Lesbian couple to sue Japanese government for right to marry

Lesbian couple Ai Nakajima—a Japan citizen—and her German partner Kristina Baumann got married in Germany in 2018

A lesbian couple is planning to sue Japan’s government in order to legalise same-sex marriage.

Japanese citizen Ai Nakajima and her German partner Kristina Baumann are set to join at least 10 other same-sex couples in filing a groundbreaking joint lawsuit in mid-February, according to Japanese newspaper The Asahi Shimbun.

“We are facing a reality where a same-sex couple cannot get married in Japan. We would like to challenge the current situation.”

— Ai Nakajima

Nakajima, 40, and Baumann, 32, got married in Germany in September 2018, but their union has not been recognised by Japan’s central government.

Nakajima, who lives with Baumann in Yokohama, told the Asahi Shimbum: “We are facing a reality where (a same-sex couple) cannot get married in Japan yet.

“We would like to challenge the current situation with the lawsuit, which will also be helpful for a number of sexual minority people.”

There are currently 10 cities and wards in Japan which officially recognise same-sex partnerships, but same-sex marriage is not legal anywhere in the country.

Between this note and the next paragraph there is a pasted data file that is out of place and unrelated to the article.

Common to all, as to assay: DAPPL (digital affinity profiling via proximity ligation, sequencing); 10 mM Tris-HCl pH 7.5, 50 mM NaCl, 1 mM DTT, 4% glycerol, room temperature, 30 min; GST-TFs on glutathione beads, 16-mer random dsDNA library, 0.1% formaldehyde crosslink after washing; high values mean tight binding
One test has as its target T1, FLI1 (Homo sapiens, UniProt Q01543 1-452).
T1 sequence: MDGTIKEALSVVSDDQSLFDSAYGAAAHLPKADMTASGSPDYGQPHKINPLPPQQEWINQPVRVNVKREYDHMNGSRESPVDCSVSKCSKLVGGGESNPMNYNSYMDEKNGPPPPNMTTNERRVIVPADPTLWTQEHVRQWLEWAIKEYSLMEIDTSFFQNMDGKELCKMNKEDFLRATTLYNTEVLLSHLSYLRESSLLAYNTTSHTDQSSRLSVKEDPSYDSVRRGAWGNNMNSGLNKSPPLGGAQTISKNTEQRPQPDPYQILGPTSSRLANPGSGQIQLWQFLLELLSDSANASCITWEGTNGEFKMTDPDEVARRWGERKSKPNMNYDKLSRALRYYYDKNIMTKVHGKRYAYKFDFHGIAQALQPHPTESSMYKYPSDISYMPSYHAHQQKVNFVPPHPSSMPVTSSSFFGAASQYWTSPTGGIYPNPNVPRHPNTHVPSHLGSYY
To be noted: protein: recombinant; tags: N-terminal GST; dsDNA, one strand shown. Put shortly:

Lesbian couple could face legal difficulties to stay in Japan

Baumann is living in Japan on a student visa which allows her to attend vocational school, but she may have to move back to her home country when she finishes her studies.

“If I cannot find a job after graduating from the vocational school, I will have to return to Germany,” she said.

The only legal recognition for same-sex couples in Japan currently is a Designated Activities visa. This visa extends to foreign same-sex couples who are legally married in another part of the world, but one of the couple resides in Japan. The law does not extend to a union between a Japanese national and a foreigner.

“For a foreign same-sex couple, whose national government allows same-sex couples to get married, one will be issued a specified visa for designated activities under the condition that their partner has already been residing in Japan and bringing them over,” Baumann told the Asahi Shimbum.

Lesbian couple Ai Nakajima and Kristina Baumann pose for a photo in Japan

Kristina Baumann may have to return to Germany if she can’t get a job, despite being married to a Japanese citizen (Ai Nakajima/facebook)

“A specified visa provides for more stability than a student visa. But it will not be issued for an international union of a Japanese and foreigner.

“This is unfair and discriminatory,” she added.

Not having legal same-sex marriage in Japan is unconstitutional, lawsuit set to argue

The joint lawsuit is set to be filed at four district courts in Nagoya, Osaka, Sapporo and Tokyo.

It will state that Japanese same-sex couples’ inability to marry in the country violates their constitutional right to equality and freedom of marriage.

The plaintiffs’ lawyers said the lawsuit is the first one filed in Japan that seeks recognition for same-sex marriages.

Shinya Maezono, one of the lawyers representing the gay and lesbian couples, told national newspaper The Japan Times: “We want our call to be widespread so that the freedom to marry will be recognised for everyone.”

The same-sex partners are understood to also be asking for compensation from the government.